In other words, stress is at an all-time high. And while you may not be able to change their day-to-day reality, you can change the way they experience their work life.
Saying thank you isn’t just a nice thing to do. It’s smart business. It positively impacts everything from employee well-being to job satisfaction to motivation to productivity. It’s a powerhouse tool for building engagement. Infusing gratitude into the workplace may even be a pathway to building a more empathetic and emotionally intelligent workplace.
When a leader begins saying thank you on a regular basis, it truly can boost positive emotions throughout the workforce. In fact, it can unleash a chain reaction of gratitude in which everyone becomes more appreciative of each other. And in hard times, this can do amazing things for morale and make your team unstoppable, even in a pandemic.
And saying thank you feels good. It rewards the giver as much as it rewards the recipient.
Here are some simple and creative tips for thanking your employees.
Recognize and celebrate your team members’ accomplishments
For employees working on site, you might hold a socially distanced pizza party, for instance. And don’t forget remote employees. For example, on a Friday, request that everyone finish up half an hour early and host a Zoom happy hour. While everyone is enjoying their snacks, sodas, or beverages of choice, take a few minutes to say thank you to each employee. Get specific about how their hard work has helped the company and share a few things you have noticed they do especially well. Then open it up for employees to thank and complement one another. It’s a great way to create a sense of unity and camaraderie while people are physically separated.
Put your “thank-you” on paper
The uniqueness of a handwritten note -- especially in this age of emails, Facebook posts, and tweets -- does not go unnoticed. Pick up some cards and write a heartfelt letter of thanks to your employees. There doesn’t have to be an occasion. Simple words of gratitude and encouragement are always uplifting. Of course, if you want to call out someone’s exceptional performance on a recent project, it will be greatly appreciated. As Paul Spiegelman, cofounder of the Small Giants Community, shared, “That note you can get from someone…that says, ‘thank you, you’ve changed my life’…is much more powerful, much more valuable, than any amount of money I could have in the bank.”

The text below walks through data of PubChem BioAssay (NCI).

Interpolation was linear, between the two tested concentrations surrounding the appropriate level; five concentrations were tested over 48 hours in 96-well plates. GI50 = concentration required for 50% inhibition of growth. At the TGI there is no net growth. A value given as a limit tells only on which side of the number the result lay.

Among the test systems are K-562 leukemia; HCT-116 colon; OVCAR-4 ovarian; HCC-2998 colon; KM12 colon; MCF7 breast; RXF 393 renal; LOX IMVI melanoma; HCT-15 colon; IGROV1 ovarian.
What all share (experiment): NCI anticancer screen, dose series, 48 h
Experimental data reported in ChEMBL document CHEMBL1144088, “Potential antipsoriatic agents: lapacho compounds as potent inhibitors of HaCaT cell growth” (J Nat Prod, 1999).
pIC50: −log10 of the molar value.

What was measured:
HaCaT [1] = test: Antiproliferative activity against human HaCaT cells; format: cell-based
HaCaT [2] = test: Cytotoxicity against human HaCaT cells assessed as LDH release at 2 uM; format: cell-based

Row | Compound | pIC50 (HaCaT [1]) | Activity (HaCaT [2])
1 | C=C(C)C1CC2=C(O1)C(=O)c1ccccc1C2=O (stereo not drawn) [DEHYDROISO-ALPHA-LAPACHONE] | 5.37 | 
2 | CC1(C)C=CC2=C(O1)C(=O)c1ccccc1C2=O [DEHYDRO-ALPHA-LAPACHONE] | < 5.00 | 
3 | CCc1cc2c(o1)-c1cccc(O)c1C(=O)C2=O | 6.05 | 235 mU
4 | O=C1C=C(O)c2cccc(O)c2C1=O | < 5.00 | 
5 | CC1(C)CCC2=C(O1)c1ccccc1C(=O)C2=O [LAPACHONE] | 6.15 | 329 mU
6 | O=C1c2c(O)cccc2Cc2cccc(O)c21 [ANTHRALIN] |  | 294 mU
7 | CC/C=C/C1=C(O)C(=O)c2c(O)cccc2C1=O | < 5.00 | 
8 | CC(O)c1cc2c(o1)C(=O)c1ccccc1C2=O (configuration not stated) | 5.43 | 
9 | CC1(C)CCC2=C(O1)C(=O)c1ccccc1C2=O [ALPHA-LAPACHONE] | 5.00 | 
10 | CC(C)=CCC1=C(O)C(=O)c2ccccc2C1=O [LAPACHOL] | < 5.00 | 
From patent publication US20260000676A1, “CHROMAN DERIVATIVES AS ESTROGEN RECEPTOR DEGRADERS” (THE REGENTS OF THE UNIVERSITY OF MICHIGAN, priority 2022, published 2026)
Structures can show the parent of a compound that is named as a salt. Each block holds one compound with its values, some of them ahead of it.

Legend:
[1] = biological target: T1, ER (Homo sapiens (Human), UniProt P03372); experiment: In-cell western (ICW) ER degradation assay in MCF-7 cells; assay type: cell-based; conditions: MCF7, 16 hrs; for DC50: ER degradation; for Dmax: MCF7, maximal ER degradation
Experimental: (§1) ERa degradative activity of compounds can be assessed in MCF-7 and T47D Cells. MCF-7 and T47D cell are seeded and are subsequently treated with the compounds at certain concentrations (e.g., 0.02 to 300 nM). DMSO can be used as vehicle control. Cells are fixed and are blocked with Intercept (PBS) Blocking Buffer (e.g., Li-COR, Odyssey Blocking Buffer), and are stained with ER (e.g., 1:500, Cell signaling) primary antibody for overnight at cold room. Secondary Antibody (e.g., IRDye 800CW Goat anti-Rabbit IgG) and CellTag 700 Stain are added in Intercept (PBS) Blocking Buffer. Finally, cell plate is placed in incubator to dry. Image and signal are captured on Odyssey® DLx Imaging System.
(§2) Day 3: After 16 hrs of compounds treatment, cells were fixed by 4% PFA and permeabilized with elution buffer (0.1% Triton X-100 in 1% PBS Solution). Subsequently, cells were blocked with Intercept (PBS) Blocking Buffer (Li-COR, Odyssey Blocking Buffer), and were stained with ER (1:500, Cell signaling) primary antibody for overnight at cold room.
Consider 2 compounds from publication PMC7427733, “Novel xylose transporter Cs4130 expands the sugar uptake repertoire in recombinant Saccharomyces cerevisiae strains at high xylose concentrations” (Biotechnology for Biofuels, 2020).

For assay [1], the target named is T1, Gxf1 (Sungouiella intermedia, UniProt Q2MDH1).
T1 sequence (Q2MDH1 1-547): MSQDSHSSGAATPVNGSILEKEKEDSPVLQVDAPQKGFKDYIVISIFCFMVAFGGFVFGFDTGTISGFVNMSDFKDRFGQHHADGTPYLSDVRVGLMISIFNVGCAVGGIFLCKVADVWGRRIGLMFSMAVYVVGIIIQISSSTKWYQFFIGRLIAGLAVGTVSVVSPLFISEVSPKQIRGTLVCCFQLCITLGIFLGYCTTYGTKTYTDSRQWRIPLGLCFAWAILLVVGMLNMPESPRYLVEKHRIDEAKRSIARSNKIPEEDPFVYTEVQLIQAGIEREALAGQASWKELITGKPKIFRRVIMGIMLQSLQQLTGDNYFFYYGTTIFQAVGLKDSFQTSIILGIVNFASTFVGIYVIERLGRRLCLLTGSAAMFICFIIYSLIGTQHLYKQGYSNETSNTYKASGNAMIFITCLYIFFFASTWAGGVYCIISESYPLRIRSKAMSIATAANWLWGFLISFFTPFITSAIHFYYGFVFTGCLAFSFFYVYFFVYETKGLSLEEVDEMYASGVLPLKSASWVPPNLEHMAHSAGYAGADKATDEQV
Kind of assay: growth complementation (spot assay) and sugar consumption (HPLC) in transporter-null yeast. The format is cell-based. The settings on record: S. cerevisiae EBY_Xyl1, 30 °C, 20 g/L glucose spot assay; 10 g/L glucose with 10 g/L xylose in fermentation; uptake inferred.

Extend the gratitude to family members, as well
The simple act of sending a special thank-you note to an employee’s spouse, parent, or child can have an exponential impact. (After months of Zoom meetings, you may already be on a first name basis with them as well!) This thank-you can help strengthen the high performer’s personal life, especially when his/her partner or other family member may have felt he/she, too, had sacrificed—from family time lost—as a result of the dedicated effort extended by this hardworking relation.
Name an “employee of the week”
Each week find someone who is giving their all and name that person employee of the week. You might even drop off a fun certificate to their home along with a crisp $20 bill or a gift card. In difficult times, even a modest gesture means a lot.
For example, if you know a team member will be stopping into the office to pick up some more supplies, leave a box of their favorite cookies on their desk for them to see. Mail everyone a $15 gift certificate to a local restaurant to treat all to lunch (and help out a small business in the process). Send everyone company merchandise like pens, tee shirts, or hats.
Be generous with flex time…
When everyone is stressed and overworked, giving people some freedom with their work schedule helps them stay sane. If someone’s life can be made easier by working a half-day in the morning and finishing their work in the evening, be as accommodating as possible. Also try to make yourself available to them on their schedule if you can. This is a big way to let them know you care.
…And encourage time off
Say thank you by encouraging people to take mental health days from time to time, as well as their regular vacation days. Also, periodically, dismiss your team early or tell them to come in late the following day. During periods of remote work, employees need reminders that they can make time to recharge and take breaks.
Deb Boelkes helps clients create best places to work. She is the award-winning author of The WOW Factor Workplace: How to Create a Best Place to Work Culture and Heartfelt Leadership: How to Capture the Top Spot and Keep on Soaring.